• Posted by QEPrize Admin
  • 16 April 2018

Why do skyscrapers sway? Can materials really repair themselves? Can one person cause a bridge to collapse?

QEPrize Ambassador Roma Agrawal has recently released a new book, exploring the mysteries of the built environment. To read an excerpt, click here!

We have five copies of BUILT to give away to our followers on Twitter. To be in with a chance of winning Roma’s new book, simply tweet us a picture of your favourite building, telling us why you love it so much! Make sure to use the hashtag #BUILT and tag @QEPrize in your tweet.

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Meet the new QEPrize judges: Jinghai Li

  • Posted by QEPrize Admin
  • 11 April 2018

We are pleased to introduce a new judge to the QEPrize judging panel: Jinghai Li. Professor Li established the Energy-Minimization Multi-Scale (EMMS) model for gas-solid systems. Currently, he works to promote the concept of mesoscience based on the EMMS principle of compromise in competition as an interdisciplinary science. We spoke to Professor Li to find out more about him.

What do you consider to be the most important innovation of the last 100 years?

I think the most important innovation has been information technology, which has lead significant changes in social life and human behaviours, such as in communication and computation.

Why is it so important that we attract young people into the field of engineering? What motivates you to be an advocate for young engineers?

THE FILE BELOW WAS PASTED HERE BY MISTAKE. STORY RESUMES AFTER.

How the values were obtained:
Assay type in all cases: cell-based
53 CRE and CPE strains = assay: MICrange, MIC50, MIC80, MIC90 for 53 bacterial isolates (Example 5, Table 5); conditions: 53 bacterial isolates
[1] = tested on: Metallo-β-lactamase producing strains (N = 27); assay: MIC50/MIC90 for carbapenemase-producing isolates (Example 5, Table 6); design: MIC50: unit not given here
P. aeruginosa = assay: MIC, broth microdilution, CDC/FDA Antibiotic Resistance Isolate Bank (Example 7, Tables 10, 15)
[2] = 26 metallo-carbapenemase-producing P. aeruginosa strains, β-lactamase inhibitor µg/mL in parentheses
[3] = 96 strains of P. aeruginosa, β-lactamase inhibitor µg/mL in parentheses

At the moment, research paradigm in science and engineering is changing very quickly, calling for new knowledge and new conceptual input. We need young engineers because they are more open to be involved in this change.

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Busting myths and building bridges: Ambassadors at Ashmount School

  • Posted by QEPrize Admin
  • 9 April 2018

How do you inspire the next generation of engineers? It turns out that a batch of ‘flying’ eggs, some eye-catching PowerPoints and a whole lot of spaghetti can make a pretty good start.

On 21-23 March, a team of three Ambassadors visited Ashmount School in Islington, to inspire students as part of their STEM week. Their lessons were inspired by engineering ‘heroes’ in the form of Andrea Beatty’s characters, ‘Iggy Peck, Architect’ (year 1) and ‘Rosie Revere, Engineer’ (year 2). Year 3 learned about Lonnie G Johnson (NASA engineer who invented the super soaker).

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Meet the new QEPrize judges: Raghunath Mashelkar

  • Posted by QEPrize Admin
  • 3 April 2018

Dr Raghunath Mashelkar is a chemical engineer from India. He is currently National Research Professor, Chairman of India’s National Innovation Foundation and President of Global Research Alliance. We are pleased to announce that Dr Mashelkar will be joining the QEPrize judging panel for the 2019 prize.

Why did you become involved with the Queen Elizabeth Prize for Engineering?

Nobel prizes in chemistry, physics, economics, literature, peace and physiology or medicine acknowledged the path breaking human achievements in these fields. But for the first time, Queen Elizabeth Prize in Engineering recognises the great transformative and game changing role that engineers play. Most importantly, the prize recognises ground breaking innovations that bring global benefit to humanity. As a proud engineer, I feel extremely privileged to be a part of the eminent jury for the selection of this great prize.